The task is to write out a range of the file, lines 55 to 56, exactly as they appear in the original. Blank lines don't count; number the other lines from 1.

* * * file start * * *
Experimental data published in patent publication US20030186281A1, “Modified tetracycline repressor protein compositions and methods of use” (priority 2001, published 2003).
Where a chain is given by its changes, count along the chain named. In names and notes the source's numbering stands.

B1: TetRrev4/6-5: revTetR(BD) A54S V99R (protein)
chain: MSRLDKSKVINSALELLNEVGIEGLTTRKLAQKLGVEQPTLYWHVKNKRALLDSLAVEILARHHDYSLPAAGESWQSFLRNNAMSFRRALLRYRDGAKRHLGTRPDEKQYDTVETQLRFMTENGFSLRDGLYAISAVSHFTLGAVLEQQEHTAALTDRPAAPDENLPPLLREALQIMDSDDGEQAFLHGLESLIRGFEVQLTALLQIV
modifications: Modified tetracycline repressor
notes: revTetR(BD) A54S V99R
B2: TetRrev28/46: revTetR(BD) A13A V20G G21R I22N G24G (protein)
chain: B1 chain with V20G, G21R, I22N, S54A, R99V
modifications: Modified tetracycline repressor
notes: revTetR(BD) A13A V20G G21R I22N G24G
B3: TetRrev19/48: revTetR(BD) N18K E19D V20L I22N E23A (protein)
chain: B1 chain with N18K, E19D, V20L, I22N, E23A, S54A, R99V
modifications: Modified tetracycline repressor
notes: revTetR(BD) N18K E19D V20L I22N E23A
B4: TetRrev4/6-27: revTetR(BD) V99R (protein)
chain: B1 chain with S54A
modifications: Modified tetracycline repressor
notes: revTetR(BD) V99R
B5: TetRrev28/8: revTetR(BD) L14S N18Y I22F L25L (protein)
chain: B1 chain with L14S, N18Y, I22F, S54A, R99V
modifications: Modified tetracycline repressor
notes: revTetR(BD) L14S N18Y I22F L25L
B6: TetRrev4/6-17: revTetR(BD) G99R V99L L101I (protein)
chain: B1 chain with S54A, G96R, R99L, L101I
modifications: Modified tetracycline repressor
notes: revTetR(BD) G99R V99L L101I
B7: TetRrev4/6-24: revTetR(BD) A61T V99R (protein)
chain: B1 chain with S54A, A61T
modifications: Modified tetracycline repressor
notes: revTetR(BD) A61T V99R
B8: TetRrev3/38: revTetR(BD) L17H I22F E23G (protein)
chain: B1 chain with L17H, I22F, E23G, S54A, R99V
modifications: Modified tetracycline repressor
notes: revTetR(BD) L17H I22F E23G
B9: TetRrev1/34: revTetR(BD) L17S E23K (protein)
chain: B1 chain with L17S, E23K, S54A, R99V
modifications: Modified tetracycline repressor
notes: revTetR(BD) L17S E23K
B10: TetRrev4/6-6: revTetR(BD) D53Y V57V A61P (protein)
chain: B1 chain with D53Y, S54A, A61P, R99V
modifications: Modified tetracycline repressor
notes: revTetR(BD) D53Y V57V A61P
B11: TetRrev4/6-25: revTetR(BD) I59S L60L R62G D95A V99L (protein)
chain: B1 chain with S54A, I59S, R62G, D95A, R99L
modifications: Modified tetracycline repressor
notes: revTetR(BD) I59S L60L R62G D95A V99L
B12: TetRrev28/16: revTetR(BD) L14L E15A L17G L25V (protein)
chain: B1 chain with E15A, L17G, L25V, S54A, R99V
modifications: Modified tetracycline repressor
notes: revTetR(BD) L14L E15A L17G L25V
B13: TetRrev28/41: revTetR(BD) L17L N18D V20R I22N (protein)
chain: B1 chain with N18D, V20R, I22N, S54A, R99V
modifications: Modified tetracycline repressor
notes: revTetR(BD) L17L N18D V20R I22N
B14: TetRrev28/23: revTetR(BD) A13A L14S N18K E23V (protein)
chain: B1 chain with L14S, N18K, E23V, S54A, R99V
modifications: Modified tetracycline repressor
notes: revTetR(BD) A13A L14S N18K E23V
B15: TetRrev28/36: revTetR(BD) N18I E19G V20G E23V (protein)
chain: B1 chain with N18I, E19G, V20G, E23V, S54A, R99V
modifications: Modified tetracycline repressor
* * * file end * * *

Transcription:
B14: TetRrev28/23: revTetR(BD) A13A L14S N18K E23V (protein)
chain: B1 chain with L14S, N18K, E23V, S54A, R99V